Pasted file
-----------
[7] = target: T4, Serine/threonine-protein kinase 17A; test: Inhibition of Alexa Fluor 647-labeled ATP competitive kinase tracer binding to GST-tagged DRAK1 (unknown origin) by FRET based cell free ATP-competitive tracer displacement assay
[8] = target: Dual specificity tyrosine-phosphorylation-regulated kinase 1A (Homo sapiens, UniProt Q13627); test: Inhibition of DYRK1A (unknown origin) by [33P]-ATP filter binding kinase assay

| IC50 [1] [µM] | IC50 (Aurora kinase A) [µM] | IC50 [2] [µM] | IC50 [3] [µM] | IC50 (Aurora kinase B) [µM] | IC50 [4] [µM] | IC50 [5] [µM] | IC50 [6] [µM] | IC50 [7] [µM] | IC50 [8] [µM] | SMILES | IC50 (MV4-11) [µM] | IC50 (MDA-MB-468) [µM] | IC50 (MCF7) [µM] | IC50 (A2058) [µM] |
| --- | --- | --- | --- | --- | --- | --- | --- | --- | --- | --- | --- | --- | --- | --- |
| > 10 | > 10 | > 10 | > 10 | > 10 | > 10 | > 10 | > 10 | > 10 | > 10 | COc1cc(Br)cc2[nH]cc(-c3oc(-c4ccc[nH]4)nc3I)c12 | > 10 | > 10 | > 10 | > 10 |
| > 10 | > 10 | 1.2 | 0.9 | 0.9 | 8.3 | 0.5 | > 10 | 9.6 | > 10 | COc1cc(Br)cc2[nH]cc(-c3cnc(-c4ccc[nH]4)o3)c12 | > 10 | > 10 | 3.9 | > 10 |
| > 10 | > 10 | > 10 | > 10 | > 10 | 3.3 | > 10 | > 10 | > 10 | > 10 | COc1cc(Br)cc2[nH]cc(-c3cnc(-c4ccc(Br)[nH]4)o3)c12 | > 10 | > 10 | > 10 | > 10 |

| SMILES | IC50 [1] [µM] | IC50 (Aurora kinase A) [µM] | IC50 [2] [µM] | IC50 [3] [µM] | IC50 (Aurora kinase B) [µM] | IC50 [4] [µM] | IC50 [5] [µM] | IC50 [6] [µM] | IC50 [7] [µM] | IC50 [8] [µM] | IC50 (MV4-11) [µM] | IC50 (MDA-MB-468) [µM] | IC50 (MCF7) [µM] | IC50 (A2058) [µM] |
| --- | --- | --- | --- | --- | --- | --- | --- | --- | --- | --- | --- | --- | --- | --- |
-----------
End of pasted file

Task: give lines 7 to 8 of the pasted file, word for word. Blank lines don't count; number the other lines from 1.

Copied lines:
| > 10 | > 10 | > 10 | > 10 | > 10 | 3.3 | > 10 | > 10 | > 10 | > 10 | COc1cc(Br)cc2[nH]cc(-c3cnc(-c4ccc(Br)[nH]4)o3)c12 | > 10 | > 10 | > 10 | > 10 |

| SMILES | IC50 [1] [µM] | IC50 (Aurora kinase A) [µM] | IC50 [2] [µM] | IC50 [3] [µM] | IC50 (Aurora kinase B) [µM] | IC50 [4] [µM] | IC50 [5] [µM] | IC50 [6] [µM] | IC50 [7] [µM] | IC50 [8] [µM] | IC50 (MV4-11) [µM] | IC50 (MDA-MB-468) [µM] | IC50 (MCF7) [µM] | IC50 (A2058) [µM] |